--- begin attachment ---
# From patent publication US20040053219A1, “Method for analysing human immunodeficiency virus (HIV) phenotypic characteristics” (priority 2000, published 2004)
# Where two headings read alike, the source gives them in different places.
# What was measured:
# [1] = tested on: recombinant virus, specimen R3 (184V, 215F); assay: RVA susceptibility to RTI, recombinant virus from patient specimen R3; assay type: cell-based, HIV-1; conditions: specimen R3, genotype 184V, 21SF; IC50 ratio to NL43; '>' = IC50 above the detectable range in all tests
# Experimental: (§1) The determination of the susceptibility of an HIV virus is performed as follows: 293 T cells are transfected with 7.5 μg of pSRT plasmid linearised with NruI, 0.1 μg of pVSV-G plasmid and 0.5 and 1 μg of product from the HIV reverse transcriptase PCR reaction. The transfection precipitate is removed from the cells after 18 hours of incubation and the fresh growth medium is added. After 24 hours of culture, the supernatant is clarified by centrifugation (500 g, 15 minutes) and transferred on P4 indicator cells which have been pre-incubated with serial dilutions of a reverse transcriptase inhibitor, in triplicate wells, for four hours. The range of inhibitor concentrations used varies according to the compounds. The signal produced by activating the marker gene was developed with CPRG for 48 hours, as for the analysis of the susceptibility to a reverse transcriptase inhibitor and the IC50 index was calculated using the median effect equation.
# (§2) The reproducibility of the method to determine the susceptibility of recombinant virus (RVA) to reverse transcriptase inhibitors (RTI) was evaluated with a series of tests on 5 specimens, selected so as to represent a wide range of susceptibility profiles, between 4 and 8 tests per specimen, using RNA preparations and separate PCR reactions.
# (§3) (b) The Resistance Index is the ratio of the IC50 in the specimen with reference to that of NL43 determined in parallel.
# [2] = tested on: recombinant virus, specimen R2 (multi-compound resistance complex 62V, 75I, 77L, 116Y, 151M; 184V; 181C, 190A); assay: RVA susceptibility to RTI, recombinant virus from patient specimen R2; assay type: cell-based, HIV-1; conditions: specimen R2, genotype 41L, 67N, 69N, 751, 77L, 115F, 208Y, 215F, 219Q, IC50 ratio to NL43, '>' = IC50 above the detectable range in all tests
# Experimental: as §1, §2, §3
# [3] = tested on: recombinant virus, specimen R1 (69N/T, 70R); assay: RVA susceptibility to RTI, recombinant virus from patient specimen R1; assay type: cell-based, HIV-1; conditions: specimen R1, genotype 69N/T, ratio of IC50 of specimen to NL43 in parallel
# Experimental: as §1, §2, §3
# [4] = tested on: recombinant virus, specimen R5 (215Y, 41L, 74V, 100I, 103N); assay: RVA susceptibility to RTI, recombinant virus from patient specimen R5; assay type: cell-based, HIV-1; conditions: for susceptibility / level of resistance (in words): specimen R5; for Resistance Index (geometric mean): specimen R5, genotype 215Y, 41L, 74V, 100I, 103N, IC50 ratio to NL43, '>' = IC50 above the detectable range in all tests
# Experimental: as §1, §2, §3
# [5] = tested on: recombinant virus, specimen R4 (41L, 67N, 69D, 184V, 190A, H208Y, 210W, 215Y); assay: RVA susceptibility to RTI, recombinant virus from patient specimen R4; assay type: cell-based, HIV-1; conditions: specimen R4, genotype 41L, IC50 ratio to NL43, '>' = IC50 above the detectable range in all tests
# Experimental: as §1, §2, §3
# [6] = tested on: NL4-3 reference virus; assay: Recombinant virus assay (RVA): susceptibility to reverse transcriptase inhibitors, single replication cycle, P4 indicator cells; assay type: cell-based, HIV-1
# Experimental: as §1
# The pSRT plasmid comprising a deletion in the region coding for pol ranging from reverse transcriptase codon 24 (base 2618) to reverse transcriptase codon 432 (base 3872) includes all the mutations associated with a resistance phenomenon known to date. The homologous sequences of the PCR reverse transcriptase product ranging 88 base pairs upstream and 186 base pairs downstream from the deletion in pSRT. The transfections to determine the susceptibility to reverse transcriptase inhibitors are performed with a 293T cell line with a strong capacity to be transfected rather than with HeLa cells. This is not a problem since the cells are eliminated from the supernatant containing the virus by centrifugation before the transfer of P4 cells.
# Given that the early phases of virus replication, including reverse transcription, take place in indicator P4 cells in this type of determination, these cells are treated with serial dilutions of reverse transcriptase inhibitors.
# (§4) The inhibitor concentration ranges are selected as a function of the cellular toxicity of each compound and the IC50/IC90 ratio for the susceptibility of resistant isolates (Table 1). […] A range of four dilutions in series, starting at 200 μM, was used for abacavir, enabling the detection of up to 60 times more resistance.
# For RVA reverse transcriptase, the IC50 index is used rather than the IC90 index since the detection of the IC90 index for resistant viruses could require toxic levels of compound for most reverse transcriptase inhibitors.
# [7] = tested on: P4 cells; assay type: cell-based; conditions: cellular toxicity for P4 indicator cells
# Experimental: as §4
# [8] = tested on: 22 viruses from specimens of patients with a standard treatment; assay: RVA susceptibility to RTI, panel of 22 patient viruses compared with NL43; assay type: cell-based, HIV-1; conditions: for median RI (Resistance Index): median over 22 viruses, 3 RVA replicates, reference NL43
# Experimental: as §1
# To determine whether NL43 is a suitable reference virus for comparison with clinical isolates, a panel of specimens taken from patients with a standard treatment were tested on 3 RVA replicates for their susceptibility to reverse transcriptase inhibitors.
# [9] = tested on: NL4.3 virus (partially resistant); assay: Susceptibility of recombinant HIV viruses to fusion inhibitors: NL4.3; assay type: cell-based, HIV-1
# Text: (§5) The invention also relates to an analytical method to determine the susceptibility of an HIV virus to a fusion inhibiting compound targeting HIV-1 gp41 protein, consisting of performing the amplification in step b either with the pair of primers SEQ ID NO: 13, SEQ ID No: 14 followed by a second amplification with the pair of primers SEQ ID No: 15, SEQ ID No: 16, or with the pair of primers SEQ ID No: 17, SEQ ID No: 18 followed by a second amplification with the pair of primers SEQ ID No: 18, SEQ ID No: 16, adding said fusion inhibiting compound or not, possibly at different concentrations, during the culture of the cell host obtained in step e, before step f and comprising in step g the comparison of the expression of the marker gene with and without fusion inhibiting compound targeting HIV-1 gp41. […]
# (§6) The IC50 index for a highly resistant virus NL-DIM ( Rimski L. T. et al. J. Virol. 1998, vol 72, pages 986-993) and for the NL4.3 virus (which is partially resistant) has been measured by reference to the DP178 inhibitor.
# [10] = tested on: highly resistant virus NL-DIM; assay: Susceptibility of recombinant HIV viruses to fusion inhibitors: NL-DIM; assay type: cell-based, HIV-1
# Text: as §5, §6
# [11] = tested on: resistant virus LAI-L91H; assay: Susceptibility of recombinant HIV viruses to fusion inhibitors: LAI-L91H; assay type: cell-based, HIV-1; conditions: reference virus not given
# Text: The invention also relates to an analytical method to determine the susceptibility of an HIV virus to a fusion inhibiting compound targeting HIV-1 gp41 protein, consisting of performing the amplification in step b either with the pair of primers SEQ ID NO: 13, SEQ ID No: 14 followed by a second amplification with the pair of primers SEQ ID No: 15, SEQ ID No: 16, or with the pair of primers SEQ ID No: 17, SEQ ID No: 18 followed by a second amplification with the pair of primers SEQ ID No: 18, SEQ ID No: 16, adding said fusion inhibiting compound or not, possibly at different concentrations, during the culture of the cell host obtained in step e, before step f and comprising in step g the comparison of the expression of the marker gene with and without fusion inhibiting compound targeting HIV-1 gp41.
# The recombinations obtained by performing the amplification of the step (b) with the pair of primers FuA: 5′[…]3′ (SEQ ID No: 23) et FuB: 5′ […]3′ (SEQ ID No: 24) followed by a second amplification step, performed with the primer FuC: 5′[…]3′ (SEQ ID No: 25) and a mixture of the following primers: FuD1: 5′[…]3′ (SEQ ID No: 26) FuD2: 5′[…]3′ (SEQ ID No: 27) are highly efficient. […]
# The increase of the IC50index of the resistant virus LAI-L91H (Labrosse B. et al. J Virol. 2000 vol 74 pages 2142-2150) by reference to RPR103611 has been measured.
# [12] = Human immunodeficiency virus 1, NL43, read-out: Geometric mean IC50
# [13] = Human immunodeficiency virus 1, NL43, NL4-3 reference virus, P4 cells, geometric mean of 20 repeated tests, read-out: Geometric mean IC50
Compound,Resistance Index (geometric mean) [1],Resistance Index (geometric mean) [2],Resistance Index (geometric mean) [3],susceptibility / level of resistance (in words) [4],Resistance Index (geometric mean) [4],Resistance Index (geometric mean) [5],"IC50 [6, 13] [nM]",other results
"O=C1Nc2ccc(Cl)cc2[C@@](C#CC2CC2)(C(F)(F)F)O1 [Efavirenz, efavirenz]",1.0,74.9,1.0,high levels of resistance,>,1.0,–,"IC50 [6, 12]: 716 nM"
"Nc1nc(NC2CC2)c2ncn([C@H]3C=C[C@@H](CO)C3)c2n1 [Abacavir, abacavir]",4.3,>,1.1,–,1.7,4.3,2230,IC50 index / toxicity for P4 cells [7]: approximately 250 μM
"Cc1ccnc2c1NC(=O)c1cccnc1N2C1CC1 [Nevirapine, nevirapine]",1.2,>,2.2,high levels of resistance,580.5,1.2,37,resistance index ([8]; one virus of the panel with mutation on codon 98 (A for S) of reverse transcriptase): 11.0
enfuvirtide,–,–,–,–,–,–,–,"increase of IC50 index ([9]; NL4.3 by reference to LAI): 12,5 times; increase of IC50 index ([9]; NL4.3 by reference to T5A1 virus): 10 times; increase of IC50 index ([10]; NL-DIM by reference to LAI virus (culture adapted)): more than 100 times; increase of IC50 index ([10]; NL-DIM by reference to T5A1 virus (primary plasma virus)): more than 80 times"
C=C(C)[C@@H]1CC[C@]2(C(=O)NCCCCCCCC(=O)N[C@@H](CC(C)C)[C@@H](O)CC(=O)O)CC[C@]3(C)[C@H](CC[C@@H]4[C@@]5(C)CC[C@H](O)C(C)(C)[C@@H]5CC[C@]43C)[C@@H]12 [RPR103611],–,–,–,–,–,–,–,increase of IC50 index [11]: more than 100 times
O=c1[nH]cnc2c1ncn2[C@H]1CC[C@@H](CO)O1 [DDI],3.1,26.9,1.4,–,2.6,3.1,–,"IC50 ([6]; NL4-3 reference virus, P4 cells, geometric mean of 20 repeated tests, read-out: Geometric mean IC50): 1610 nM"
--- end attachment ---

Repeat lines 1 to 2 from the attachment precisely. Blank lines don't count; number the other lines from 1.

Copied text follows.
# From patent publication US20040053219A1, “Method for analysing human immunodeficiency virus (HIV) phenotypic characteristics” (priority 2000, published 2004)
# Where two headings read alike, the source gives them in different places.